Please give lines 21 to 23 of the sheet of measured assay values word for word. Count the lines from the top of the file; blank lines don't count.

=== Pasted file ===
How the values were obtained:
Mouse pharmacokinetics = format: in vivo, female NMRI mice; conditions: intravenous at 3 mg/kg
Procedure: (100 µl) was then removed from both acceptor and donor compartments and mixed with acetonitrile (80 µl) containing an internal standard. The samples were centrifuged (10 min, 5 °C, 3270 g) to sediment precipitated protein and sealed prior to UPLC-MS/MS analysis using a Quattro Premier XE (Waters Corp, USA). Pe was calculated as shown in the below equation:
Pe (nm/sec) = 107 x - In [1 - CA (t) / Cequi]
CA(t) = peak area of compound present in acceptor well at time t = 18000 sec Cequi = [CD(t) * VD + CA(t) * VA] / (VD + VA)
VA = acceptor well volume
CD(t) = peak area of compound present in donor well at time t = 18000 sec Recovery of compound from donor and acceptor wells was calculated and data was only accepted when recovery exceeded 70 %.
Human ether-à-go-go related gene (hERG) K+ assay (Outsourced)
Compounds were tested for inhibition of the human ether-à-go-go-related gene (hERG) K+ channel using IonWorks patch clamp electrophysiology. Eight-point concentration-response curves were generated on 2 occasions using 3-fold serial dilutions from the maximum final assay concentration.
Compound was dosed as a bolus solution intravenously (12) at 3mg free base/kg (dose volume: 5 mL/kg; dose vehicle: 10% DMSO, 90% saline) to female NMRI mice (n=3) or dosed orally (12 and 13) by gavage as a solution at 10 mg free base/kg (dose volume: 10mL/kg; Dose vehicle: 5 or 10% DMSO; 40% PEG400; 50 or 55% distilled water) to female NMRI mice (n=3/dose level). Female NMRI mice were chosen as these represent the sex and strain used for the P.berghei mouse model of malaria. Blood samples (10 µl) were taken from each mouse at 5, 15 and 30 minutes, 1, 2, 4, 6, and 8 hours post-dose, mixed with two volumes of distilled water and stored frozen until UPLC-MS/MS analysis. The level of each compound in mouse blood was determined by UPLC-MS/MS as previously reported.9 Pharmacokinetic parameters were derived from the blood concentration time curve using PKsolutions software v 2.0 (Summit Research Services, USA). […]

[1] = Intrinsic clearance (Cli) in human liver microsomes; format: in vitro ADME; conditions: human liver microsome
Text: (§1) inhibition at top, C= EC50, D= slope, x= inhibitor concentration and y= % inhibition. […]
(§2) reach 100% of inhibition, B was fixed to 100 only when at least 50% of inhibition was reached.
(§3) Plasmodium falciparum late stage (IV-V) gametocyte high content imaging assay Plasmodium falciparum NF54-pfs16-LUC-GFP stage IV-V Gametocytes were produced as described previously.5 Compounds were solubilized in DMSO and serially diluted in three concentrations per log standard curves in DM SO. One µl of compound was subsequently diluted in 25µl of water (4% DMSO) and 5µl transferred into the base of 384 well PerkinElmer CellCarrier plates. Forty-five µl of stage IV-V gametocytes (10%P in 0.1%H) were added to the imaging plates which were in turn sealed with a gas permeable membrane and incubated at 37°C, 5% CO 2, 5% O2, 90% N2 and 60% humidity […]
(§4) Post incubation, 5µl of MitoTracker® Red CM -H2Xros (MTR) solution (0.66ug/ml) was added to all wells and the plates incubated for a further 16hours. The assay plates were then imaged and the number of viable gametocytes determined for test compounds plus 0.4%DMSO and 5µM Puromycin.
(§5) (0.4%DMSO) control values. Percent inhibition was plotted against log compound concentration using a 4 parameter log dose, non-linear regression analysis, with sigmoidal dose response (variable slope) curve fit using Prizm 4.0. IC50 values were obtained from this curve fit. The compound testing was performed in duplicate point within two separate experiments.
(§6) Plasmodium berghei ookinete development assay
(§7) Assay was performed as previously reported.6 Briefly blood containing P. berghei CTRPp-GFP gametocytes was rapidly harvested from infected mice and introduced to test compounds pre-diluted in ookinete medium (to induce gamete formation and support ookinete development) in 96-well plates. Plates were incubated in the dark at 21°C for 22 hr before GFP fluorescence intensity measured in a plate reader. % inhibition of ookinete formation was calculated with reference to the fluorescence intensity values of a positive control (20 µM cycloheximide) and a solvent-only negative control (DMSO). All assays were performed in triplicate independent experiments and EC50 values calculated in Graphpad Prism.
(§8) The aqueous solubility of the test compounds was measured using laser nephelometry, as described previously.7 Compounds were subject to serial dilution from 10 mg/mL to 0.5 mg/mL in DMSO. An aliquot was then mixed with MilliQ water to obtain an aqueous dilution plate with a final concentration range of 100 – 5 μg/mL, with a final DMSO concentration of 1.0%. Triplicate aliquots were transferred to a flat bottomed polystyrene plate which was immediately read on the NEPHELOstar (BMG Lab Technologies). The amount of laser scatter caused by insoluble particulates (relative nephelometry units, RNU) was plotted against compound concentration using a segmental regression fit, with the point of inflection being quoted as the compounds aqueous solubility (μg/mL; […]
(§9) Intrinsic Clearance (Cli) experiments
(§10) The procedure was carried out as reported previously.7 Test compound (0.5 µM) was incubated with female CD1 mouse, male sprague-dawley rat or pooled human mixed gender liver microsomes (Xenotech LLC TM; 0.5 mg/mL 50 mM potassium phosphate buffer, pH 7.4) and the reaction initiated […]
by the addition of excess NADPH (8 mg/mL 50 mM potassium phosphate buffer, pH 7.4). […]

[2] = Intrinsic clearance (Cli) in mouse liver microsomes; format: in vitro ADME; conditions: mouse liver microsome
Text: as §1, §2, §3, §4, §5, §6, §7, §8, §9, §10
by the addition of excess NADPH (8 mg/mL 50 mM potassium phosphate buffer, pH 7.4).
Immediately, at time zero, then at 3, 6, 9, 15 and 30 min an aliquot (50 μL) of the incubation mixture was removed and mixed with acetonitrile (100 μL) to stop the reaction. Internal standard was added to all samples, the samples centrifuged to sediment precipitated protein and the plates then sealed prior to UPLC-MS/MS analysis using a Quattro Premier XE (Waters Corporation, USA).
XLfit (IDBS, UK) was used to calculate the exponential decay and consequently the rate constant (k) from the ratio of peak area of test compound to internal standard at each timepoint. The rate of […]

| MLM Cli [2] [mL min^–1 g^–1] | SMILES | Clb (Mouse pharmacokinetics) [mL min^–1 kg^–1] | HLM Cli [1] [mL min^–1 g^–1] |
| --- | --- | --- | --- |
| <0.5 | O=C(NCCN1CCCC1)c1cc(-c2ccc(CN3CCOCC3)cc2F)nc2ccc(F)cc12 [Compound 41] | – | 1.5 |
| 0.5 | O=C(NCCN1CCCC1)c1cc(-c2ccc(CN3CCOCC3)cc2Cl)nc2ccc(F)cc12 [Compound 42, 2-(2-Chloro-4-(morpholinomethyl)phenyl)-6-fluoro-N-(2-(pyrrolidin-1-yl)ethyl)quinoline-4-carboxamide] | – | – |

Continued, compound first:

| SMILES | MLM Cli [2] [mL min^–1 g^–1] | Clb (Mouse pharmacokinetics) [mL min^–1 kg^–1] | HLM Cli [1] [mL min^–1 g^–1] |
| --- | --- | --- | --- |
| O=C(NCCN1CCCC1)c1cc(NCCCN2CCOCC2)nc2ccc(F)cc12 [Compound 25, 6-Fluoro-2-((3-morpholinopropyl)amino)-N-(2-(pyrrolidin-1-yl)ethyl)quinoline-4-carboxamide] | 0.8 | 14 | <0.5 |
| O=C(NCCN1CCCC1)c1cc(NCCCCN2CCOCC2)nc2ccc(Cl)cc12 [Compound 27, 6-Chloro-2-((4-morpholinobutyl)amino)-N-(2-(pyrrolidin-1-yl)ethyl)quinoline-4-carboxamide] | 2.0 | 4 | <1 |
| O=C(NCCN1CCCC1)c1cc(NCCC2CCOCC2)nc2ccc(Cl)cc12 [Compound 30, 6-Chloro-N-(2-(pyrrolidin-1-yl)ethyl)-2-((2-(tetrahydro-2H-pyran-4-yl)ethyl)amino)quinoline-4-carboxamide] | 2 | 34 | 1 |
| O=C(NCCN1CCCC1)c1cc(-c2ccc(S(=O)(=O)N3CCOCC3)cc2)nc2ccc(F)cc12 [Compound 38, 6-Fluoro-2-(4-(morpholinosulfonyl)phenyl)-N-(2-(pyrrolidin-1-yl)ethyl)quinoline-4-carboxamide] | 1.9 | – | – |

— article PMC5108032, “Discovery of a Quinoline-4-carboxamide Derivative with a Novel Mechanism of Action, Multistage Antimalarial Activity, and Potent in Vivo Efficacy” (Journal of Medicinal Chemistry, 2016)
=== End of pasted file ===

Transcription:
(§10) The procedure was carried out as reported previously.7 Test compound (0.5 µM) was incubated with female CD1 mouse, male sprague-dawley rat or pooled human mixed gender liver microsomes (Xenotech LLC TM; 0.5 mg/mL 50 mM potassium phosphate buffer, pH 7.4) and the reaction initiated […]
by the addition of excess NADPH (8 mg/mL 50 mM potassium phosphate buffer, pH 7.4). […]

[2] = Intrinsic clearance (Cli) in mouse liver microsomes; format: in vitro ADME; conditions: mouse liver microsome